A recent finding by University of Pittsburgh School of Medicine researchers could affect how the flu virus is depicted in models.
Researchers found that a representation of how the influenza genome is built has not been redesigned since the 1970s and could be incorrect. According to the finding, which the journal Nucleic Acids Research disclosed online, shows that the way the flu is currently presented in science books has gaps in the makeup of the virus, according to a press release.
When two strains of a flu virus come together inside a cell, the gaps that this finding uncovered allow the viruses to exchange the genetic material and build new versions of the flu. Knowing what the gaps are and how they react to each other could allow scientists to be more effective in foreseeing and stopping widespread flu outbreaks and preventing the virus from infecting more of the population.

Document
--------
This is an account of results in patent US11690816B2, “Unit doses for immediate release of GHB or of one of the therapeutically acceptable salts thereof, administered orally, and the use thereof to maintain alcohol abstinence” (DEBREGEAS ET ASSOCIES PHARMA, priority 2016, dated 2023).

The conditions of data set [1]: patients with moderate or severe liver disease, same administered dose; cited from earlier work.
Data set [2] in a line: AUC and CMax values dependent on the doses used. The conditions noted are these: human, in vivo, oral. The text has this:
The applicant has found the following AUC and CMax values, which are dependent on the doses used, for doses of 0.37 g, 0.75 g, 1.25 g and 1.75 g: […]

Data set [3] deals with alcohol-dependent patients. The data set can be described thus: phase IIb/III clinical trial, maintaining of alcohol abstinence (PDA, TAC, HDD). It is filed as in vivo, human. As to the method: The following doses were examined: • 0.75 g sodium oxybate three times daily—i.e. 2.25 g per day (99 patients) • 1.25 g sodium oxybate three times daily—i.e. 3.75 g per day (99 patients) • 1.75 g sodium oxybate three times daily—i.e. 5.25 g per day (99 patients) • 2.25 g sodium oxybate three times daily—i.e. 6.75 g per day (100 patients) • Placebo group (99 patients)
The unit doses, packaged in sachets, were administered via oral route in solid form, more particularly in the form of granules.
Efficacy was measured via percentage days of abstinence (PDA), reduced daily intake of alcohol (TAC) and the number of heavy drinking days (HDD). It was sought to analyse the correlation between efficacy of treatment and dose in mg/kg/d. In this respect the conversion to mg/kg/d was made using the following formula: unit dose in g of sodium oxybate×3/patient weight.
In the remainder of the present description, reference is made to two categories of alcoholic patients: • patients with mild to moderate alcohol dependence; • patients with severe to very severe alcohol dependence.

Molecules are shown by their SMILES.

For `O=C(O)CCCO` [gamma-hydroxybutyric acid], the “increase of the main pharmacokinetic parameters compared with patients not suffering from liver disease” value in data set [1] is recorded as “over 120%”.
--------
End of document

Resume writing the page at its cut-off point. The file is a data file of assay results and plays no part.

The gaps are due to the fact that technology in building a representation of and studying how the flu works was not as advanced as it is today.